Vedanta’s 2 Symptoms of Enlightenment: Calmness and Coincidences

I’ve never woken up before the sunrise on a regular basis during the summer, and I was surprised to find out that even the sun struggles to wipe the sleep and stars out of it’s eyes. The moody clouds slip away as the caffeine starts to thud in our veins with it’s normal rhythm, the thump-thump of my heartbeat marking pace for the sweet serenade of the mourning doves

Mourning doves are truly the only real “morning people.”

I am not.  In fact, I wanted to be nothing like those birds.  I will mourn nothing this summer, I told myself, because I am going to grow and make money and learn to become a real adult. What I didn’t realize is that becoming an adult is ultimately a process of mourning.  The early 20s are so hard because you are mourning the loss of your childhood innocence, the loss of your dependence on your family, the loss of the happiness that used to tinge your rose-colored glasses.  Becoming an adult is actually a very sad thing – now you know why children think adults never smile.

I promised myself that I would learn to like myself even if I didn’t like the circumstances in which I found myself.  I would try and figure out how to live at peace when all of my choices left me mangled inside and wondering how my life was supposed to be a masterpiece when the broken pieces kept slipping through my fingers.

That’s the thing about life. It’s a mosaic.  All the shattered glass, all the accidents that cause the vase to fall off the table, all the scratches and the grooves, the mismatching colors and tiles that don’t fit together quite right – that’s what my life is made of. It’s a glorious mess that sometimes cuts my fingers if I try to manipulate it too much.

I’m grateful for it.  I wasn’t always that way, but I’m learning.

I’m learning to let go.  My plan for my life is nothing compared to the plan that God has for me.  Sometimes it’s nice to remember that He hold the world and therefore, he can handle this moment in my life.

I’m learning to be grateful.  I’m learning to appreciate the little things, like brown sugar in my oatmeal (it’s gross without it – like eating flavorless vomit) and coffee that doesn’t come from a packet.  And I may spending 3 hours commuting to-and-from work, but at least I have a lot of time to listen to the radio.

I’m learning to find peace. Did you know you can pray with your eyes open?  And you don’t have to say the words out loud?  AND you can pray for things that happen in the moment, or will happen in a few minutes or months or years?  Seems like a common sense thing, but I’m just starting to figure it out.

It’s quite enlightening.  I’m peeling back the layers to find a more refined person in my skin than I thought existed.  She’s calmer than I am.  She remembers to breathe when she’s walking down the hallway. I even think she has less muscle knots than I do…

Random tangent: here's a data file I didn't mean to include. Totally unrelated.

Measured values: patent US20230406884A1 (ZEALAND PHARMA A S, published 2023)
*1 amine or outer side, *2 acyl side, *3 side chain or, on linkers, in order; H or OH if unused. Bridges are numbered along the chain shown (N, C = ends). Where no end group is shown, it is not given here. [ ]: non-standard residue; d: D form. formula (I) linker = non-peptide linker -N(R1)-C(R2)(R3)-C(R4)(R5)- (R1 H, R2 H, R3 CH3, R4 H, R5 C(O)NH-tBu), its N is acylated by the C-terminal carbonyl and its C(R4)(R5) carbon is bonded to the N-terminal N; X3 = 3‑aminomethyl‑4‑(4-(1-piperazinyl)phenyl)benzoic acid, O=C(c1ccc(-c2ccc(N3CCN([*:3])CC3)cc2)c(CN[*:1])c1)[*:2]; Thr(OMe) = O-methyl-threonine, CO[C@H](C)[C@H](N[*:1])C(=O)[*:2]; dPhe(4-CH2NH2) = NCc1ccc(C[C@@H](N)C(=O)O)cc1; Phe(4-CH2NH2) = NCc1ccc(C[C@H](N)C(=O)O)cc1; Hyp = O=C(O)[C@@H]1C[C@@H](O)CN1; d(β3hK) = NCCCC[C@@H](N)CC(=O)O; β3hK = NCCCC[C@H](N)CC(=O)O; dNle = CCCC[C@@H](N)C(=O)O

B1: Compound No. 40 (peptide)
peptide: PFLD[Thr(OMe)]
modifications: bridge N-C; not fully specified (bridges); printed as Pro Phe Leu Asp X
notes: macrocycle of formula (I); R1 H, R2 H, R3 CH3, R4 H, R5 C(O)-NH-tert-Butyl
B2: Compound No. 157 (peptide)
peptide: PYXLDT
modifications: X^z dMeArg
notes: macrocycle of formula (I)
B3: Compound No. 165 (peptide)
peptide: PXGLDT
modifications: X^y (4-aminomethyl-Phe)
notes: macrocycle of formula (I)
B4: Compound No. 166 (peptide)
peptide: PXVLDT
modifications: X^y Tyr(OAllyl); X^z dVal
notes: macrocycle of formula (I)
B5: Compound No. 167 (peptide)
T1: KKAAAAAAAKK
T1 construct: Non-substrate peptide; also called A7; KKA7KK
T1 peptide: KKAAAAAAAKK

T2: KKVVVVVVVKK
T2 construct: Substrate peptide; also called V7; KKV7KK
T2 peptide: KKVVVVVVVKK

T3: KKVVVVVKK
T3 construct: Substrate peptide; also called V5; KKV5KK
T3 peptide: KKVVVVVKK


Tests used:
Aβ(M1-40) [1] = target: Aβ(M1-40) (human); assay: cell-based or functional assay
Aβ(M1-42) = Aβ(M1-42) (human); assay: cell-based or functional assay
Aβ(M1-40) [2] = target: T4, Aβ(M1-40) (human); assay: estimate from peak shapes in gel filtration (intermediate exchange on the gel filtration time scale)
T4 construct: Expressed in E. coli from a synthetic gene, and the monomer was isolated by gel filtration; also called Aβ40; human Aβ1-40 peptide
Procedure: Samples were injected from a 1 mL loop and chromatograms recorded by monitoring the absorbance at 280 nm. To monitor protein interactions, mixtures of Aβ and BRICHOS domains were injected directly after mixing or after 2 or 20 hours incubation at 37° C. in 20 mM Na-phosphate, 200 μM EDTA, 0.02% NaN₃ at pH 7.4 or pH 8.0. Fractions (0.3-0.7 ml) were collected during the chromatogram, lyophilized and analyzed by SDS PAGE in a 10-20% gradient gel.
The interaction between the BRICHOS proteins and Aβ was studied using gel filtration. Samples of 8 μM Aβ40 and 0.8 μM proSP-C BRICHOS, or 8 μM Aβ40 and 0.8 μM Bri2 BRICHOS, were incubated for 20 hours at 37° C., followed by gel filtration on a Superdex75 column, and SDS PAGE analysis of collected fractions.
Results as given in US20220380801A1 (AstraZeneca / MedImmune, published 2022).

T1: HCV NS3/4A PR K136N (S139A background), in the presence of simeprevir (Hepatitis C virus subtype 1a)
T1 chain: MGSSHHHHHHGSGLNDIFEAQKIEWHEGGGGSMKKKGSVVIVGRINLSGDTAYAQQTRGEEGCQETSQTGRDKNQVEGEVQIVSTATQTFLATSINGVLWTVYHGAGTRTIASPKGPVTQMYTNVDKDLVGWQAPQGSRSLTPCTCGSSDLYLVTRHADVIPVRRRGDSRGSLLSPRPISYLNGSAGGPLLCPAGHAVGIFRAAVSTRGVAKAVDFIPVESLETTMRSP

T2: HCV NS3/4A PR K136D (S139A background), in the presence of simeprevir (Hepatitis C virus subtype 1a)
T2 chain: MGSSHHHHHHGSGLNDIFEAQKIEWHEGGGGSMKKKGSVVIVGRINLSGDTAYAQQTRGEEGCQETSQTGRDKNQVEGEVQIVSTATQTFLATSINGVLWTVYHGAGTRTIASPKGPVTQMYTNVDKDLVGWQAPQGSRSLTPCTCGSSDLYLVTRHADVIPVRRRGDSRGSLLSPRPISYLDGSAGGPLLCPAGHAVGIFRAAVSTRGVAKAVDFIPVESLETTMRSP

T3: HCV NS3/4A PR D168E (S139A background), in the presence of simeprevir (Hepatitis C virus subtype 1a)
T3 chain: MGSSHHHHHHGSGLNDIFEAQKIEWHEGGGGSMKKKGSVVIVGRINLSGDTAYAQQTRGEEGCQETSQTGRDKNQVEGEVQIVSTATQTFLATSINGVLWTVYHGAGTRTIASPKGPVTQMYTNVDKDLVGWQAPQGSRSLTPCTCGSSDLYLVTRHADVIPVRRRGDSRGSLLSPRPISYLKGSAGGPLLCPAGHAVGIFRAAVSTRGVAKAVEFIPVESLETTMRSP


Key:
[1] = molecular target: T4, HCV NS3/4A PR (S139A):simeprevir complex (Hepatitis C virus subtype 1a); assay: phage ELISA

I’m not in school right now, but it’s amazing how much I’m learning.

 

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The story of man runs in a dreary circle.

It was 2013 and I was sweating nervously thinking about the amount of perspiration that I would shed during the many hours that I would invest to play soccer at my college – as if the schoolwork enough wasn’t intimidating enough.

It was 2014 and I was moaning at the thought of going to nanny for 4 boys all summer and not getting paid nearly enough to run around and chase “noise with dirt on it” for eight hours.

It was 2015 and I could feel the half-eaten oatmeal churning in my stomach thinking about returning to my internship at SBMF and having just another one of many crappy days as I extracted protein from stool samples.

It’s 2016 and now I’m dreading driving my hour commute tomorrow to arrive at my official first job where I begin to learn how to detest corporate America and the healthcare regulations.

Year after year after year and I realize that history repeats itself every summer. Somehow, all I want to do is take a breath and be satisfied with where I am in life. Maybe that’s why the 20s are so hard.

Truly no matter how close you are currently to where you want to be for the rest of your life, and no matter how your fingers itch for the next step, and no matter how little space remains between this time and the next – satisfaction and happiness are dangerously illusive.

You’d think I would’ve learned by now.

But I haven’t.

In fact, I’m stuck in the same place I was before, wondering how I’m going to get through this summer just like the others.

I’m thankful for/to:
1) have a job in the first place
2) to be able to live at home with wonderful people that I don’t get to see nearly as much as I wish I could during the rest of the year
3) to have a best friend who can encourage me and wipe the tears away and remain close despite the miles between us.

I’m trying something that I didn’t do before. The goal is to wake up early, appreciate my time, actually eat breakfast, pray for peace and rest for my weary soul, and remember the things that I should be, and am, grateful for. If history repeats itself and I haven’t found a way that works in the past, maybe I should try something new.

Switch my mindset.

Alter my own reality.

Find a new identity.

But maybe, if history truly repeats itself, then maybe I’m not becoming a new person at all. Maybe I’m finding the person that I was before, who resurfaces whenever I need her to.